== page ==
Not unlike that momentous moment in 1876 when Alexander Graham Bell transmitted his voice over a wire to Thomas Watson, on Sept. 2, 1969, UCLA Prof. Len Kleinrock and graduate students including Vinton Cerf and Stephen Crocker exchanged bits of gibberish between two computers linked by a 15-foot cable in an engineering lab on the university’s Westwood campus.
Just as Bell and Watson’s experimentation gave birth to the telephone, the Internet emerged out of the UCLA test and the brave new wired world was born.
The Internet per se preceded the World Wide Web by about a quarter century. Prior to the web, the flow of computer information was largely restricted to academic and Defense Department circles.
By early 1970 - the year the Beatles broke up - three additional “nodes” joined UCLA’s nascent network. A few years later, email began. The TCP/IP communications protocol came into being by the end of the 1970s when Jimmy Carter was in the White House. This was followed by the domain name system in the 1980s, during the presidency of Ronald Reagan.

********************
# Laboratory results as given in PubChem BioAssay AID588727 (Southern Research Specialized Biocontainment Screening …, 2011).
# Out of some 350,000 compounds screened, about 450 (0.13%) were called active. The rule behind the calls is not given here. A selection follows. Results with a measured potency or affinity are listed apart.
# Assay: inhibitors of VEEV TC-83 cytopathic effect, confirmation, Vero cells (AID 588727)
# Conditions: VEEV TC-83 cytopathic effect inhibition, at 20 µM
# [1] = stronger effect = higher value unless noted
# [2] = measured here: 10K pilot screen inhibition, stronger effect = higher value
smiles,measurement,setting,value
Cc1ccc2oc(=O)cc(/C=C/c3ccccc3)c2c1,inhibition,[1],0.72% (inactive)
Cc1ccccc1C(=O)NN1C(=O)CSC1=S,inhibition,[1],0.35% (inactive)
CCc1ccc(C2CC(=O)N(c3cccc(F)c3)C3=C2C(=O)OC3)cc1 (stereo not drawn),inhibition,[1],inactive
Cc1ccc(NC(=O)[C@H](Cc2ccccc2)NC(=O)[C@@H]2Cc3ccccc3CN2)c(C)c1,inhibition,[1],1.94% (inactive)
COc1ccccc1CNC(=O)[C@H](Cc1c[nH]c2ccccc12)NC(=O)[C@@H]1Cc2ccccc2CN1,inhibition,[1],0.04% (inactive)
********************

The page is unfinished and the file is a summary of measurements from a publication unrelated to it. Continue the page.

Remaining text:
But by the mid-1990s, with the advent of the web, access to the until-then cloistered enclave of the Internet became more and more public, in ever-increasing numbers. Today, what was once the exclusive preserve of academia and the military is an increasingly indispensable and regular part of everyday life, from offices to homes.
Crocker and Cerf are still involved with the Internet. Crocker chairs the Security and Stability Advisory Committee of the Internet Corporation for Assigned Names and Numbers, an important international organization for web oversight. Cerf works for MCI. Kleinrock is still a professor of computer science at UCLA.